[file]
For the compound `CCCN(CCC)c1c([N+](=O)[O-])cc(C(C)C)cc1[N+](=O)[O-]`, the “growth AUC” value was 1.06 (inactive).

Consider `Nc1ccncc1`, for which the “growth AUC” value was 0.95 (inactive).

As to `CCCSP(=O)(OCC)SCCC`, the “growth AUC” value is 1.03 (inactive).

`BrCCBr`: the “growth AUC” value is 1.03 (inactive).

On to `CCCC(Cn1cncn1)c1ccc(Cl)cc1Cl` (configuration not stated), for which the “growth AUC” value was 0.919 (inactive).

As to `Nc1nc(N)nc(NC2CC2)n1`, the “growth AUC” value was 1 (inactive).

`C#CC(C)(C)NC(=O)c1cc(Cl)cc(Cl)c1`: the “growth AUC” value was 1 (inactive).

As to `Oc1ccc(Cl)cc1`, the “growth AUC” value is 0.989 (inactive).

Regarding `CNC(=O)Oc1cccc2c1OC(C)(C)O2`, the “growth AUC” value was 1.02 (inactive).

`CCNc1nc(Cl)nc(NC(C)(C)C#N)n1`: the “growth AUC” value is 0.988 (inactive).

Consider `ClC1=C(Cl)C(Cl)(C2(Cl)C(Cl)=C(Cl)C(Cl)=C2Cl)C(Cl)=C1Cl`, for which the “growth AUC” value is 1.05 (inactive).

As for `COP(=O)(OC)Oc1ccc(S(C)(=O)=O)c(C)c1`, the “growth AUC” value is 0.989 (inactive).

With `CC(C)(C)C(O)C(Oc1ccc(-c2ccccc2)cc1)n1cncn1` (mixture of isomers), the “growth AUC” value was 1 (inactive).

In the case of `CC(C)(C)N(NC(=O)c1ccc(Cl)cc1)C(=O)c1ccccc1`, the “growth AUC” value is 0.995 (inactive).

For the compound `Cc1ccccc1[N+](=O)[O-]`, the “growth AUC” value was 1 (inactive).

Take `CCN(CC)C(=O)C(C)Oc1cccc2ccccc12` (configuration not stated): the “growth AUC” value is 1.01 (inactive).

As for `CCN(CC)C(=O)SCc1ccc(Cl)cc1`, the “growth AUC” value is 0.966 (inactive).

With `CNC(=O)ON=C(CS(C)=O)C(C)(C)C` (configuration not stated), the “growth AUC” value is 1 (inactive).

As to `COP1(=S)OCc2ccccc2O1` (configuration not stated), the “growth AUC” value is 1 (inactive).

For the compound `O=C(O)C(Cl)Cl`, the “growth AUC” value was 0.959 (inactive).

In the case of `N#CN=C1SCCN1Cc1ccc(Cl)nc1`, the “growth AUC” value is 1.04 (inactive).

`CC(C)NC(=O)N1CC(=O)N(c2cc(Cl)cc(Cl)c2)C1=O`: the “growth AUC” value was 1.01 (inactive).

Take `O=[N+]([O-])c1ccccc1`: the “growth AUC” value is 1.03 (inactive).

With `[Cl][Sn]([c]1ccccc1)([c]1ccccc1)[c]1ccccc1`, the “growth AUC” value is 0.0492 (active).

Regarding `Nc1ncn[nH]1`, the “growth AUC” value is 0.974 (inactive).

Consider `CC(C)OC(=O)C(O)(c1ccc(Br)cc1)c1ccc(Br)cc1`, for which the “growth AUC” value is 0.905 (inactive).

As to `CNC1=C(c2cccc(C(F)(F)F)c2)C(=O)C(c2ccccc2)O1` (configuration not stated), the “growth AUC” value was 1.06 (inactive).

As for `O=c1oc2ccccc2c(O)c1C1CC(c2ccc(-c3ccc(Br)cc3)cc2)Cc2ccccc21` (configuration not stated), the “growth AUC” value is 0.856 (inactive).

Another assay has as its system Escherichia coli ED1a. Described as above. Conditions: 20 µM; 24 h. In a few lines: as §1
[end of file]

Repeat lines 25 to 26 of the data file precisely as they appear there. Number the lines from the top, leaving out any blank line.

Regarding `Nc1ncn[nH]1`, the “growth AUC” value is 0.974 (inactive).

Consider `CC(C)OC(=O)C(O)(c1ccc(Br)cc1)c1ccc(Br)cc1`, for which the “growth AUC” value is 0.905 (inactive).